Legal Obstacles for Deposits/Payouts:]Bettors using overseas sportsbooks in states that take hardline stances against gambling will need to be smart about how their making deposits and payouts. Credit card transactions and bank wires can be easily rejected. They’re also easier to monitor.
If you’re going either of those routes anyway, try to keep your deposits and payouts to a happy medium. Banks will typically flag transactions that approach $10,000 at a time. You’ll need to keep this in mind if you’re worried about any tax or legal ramifications.
Alternative methods such as bitcoin, prepaid cards, wire transfers and money orders can be particularly useful in the most prickly situations. If possible, though, it’s always better to set up some sort of direct deposit to your card or account. You’re usually guaranteed to get your funds faster in that scenario. Those other workarounds should be viewed as more of a last resort, unless they’re a personal preference.
Different sportsbooks also allow for various payment methods. One site may welcome credit cards. Others may not. It’s important to do your research before attempting to make a deposit. The necessary information is usually somewhere on the front page or clearly marked in a tab, and it’s important you pick the site with the most convenient methods for you specifically.
The Importance of Shopping Around for Odds: Single-game and futures odds will vary by website. It’s important you surf around to find the odds that best fit the investment you’re trying to make. One sportsbook may be laying more enticing returns on an outcome you deem most likely.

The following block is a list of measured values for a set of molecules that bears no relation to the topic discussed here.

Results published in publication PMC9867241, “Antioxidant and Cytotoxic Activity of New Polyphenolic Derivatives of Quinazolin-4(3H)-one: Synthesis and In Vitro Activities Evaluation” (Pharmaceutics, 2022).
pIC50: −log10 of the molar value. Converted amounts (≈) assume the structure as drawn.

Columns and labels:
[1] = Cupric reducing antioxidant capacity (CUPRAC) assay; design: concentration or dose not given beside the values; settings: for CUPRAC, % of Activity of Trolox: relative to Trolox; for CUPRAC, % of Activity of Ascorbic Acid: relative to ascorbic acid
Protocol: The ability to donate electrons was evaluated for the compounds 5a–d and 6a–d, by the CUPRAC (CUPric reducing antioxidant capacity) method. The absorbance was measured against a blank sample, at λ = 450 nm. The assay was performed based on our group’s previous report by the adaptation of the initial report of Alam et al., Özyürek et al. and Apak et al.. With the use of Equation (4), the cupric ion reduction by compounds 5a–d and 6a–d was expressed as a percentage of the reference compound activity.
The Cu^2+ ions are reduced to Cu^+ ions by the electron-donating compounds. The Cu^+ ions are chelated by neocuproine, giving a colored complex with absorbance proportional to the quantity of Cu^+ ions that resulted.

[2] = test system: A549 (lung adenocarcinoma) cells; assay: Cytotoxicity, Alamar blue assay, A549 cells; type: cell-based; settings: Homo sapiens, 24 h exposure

Joining up with multiple sites is a good idea for this exact reason. You don’t want to go through the trouble of researching odds only to make a new account every time you find one that piques your attention. That’s fine on occasion, but the process gets annoying when done over and over.
Try finding between three and five sportsbooks that work for you and set up the necessary accounts. Our reviews will help. You don’t necessarily need to be super active on all of them. Your information just needs to be up to date enough so that you’re able to place new wagers at your leisure, without having to go through the sign-up process.
Impact of Increased Lega Sports Betting on Offshore Sportsbooks: At first blush, the increased legalization of sportsbooks in the United States should mean more action for overseas websites. But, really, these new laws are designed to steal their business.
Standing sportsbooks will start to be erected across different states as time wears on. More immediately, there will be an increase in domestic online sportsbooks. On top of that, leagues like the NFL, NBA, NHL, MLB, et al. will likely be getting a cut from some of the action placed in the states. That will compel them to incentivize certain domestic sportsbooks for their fans. We’ll see apps built left and right, with league’s inviting mid-game wagers on site.
Add it all up, and offshore sportsbooks could see a decrease in activity on their end. After all, a large swathe of their client base now has other options.
To compensate, they’ll probably run special promotional programs. This bodes well for you. Some of them will even rethink their payout procedures. They’ll find ways to get you your money in more of an accelerated fashion—anything to keep your business.
Play these inevitable offerings to your advantage. Capitalizing on the United State’s latest laws is a must. Betting domestically will seem like less of a risk, and in some cases, it will be more convenient. But overseas sportsbooks aren’t going anywhere. They’ll do come up with ways to keep luring you in. Let them.
At the bare minimum, most offshore sportsbooks just promise you more. The United States will be in the infancy of a new era for the next decade or so. Their sportsbooks may not deliver as many props, virtual poker games, casinos, etc.
Online Betting Frequently Asked Questions
Which are the Safest Sports-Betting Sites? Read our more extensive reviews for the best answer. Generally, though, it’s best to stick with the biggest brands: Bovada, MyBookie, BetOnline, TopBet and 5Dimes—sites like these.